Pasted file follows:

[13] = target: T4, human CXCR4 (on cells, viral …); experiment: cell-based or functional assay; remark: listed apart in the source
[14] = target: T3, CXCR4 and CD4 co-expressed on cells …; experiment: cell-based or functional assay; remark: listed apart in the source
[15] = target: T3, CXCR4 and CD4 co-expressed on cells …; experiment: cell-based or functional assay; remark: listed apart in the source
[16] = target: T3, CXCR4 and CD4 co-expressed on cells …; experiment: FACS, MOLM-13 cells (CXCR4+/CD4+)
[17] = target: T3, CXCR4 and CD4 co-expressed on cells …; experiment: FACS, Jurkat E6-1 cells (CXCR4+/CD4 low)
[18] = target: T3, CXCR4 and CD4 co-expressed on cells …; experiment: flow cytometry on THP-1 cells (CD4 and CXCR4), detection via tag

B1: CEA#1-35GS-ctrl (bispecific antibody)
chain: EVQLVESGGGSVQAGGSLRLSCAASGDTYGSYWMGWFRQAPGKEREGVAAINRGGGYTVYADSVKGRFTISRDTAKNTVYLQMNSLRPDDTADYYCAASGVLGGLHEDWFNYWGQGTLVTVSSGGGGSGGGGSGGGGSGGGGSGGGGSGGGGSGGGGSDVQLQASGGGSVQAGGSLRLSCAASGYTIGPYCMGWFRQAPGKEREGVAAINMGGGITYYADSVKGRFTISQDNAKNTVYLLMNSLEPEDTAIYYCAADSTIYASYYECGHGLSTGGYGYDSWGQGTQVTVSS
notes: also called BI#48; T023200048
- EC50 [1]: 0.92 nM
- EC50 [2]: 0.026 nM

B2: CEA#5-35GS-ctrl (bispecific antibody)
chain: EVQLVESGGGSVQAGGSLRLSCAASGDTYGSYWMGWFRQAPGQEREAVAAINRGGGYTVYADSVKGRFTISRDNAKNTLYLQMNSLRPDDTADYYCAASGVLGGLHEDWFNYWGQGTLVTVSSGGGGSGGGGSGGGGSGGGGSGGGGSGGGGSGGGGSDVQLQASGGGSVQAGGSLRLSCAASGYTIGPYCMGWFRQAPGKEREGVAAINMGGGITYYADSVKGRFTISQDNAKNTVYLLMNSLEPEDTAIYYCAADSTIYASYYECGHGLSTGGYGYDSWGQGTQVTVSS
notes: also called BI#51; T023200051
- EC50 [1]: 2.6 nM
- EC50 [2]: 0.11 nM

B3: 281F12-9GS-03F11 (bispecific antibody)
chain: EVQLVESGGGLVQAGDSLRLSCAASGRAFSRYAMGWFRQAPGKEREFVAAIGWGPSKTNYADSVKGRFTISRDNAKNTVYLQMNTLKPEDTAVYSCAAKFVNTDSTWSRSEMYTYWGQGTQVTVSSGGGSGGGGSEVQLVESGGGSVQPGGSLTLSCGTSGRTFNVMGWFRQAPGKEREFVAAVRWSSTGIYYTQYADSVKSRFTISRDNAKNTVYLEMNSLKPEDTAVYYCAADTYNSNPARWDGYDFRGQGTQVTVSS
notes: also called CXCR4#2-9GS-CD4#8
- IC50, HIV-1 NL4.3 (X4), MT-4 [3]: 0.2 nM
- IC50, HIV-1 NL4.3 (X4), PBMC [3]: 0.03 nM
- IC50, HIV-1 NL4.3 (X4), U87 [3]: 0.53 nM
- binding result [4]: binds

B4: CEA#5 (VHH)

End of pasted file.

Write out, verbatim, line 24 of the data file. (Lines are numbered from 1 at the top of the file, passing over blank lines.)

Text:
B4: CEA#5 (VHH)